Why do drop out rates remain highest among Hispanics?

By Andy Garcia

There is a discrepancy in what Hispanics say and what they actually end up doing. For example, more than half of all Hispanics said they consider themselves to be “somewhat or very conservative.” However, we now know that 70% voted for a liberal candidate in the 2012 election. But today, I don’t want to talk about politics; instead I want to talk about education.

Yesterday, the Pew Hispanic Center released a survey that was conducted over the last month, which found that nine in ten Hispanics indicated that education is extremely important. These numbers represent 89% of all of respondents. Opinions have always been a good indicator for predicting behavior. However, in this case it is better not to rush to conclusions since census data indicates that the dropout rate among Hispanics remains extremely high at 15.9%.

While there seems to be a consensus about the importance of pursuing higher education, the actual amount of Hispanics who plan to attend college is less than one in three. The survey also asked Hispanics why they would choose to not pursue higher education and many of the answers were related to social and economic issues affecting them. More than 61% indicated that their parents, although wanting them to go to school, did not help them to succeed. The reason why: a lack of English proficiency and a cultural gap – one that divides parents from children.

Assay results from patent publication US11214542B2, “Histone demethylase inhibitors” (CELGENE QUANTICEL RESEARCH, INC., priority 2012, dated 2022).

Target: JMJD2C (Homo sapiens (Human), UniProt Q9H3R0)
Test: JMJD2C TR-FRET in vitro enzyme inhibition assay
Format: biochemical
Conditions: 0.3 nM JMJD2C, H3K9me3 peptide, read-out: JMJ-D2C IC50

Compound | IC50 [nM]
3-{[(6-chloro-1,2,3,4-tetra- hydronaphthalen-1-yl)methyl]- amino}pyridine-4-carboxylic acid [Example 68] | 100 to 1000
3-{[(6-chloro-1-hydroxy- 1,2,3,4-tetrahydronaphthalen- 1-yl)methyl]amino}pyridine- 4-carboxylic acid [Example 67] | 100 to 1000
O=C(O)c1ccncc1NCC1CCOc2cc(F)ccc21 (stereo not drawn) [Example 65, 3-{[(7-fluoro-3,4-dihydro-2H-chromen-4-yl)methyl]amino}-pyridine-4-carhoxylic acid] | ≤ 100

Hispanics represent the dominant immigrant group arriving to America every year. Historically, immigrants are expected to take menial jobs that give them the flexibility to send money back to their relatives in their home countries. Immigrant families may be the only hope left for their relatives; therefore, they prefer to take a job and earn some money rather than investing significant time and resources in education. About 24% of all Hispanic immigrants who come to America are between the ages of 25 and 35 and they bring a family with them.

Drop out rates have declined in relative numbers since 1990, when the census registered a drop out rate of 32.11% for Hispanics. However, Hispanics still remain the group with the highest drop out rate, and these numbers can easily be translated to unemployment figures and average income earned. Education opens the door to a better life and Hispanics seem to be aware of that. What remain unaddressed are the social and cultural problems affecting this population that are keeping them from accessing higher education.

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